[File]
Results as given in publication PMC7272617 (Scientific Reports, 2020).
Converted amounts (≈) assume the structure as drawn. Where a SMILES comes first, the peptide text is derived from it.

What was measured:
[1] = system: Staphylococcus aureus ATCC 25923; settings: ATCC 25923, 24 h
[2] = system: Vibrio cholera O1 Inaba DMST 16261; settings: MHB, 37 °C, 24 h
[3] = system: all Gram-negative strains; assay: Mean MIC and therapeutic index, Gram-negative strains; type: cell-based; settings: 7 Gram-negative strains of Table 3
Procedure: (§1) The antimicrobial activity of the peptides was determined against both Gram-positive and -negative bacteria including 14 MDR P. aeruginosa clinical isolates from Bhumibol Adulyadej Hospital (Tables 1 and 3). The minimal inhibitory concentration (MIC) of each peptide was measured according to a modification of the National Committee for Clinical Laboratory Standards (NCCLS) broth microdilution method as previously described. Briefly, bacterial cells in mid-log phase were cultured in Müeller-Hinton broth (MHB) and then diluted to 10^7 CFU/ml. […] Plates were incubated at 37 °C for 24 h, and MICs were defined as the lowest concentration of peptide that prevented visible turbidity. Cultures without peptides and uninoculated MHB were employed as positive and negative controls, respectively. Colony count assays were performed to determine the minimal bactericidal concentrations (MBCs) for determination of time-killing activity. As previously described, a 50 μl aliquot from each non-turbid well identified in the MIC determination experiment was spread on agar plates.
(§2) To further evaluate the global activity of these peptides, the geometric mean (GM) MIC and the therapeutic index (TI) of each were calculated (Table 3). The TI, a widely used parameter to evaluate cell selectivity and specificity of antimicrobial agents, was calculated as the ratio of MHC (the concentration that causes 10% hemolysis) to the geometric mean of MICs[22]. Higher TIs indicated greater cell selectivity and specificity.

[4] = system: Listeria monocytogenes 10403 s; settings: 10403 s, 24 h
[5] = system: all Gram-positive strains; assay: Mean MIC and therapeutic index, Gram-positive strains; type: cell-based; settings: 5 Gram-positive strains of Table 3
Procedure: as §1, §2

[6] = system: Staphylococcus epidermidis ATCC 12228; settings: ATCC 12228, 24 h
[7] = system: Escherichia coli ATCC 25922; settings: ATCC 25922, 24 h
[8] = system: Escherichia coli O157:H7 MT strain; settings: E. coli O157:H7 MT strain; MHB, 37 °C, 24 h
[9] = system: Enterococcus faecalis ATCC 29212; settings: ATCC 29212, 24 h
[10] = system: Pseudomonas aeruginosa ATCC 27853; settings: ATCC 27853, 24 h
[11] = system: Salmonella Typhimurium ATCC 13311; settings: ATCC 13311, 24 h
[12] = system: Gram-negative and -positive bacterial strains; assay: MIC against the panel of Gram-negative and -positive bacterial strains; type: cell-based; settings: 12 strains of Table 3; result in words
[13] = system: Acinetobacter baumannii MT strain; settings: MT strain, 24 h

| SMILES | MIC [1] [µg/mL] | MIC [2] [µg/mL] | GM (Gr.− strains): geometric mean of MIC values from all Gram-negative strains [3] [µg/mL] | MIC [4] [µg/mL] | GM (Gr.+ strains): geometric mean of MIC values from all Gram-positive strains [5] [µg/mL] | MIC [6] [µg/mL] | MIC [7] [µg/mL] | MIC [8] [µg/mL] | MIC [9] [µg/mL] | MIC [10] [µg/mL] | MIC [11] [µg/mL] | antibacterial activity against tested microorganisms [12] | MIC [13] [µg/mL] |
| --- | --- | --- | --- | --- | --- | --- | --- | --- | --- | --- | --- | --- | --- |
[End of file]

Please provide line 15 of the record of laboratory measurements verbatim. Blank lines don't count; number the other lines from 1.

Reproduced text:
[9] = system: Enterococcus faecalis ATCC 29212; settings: ATCC 29212, 24 h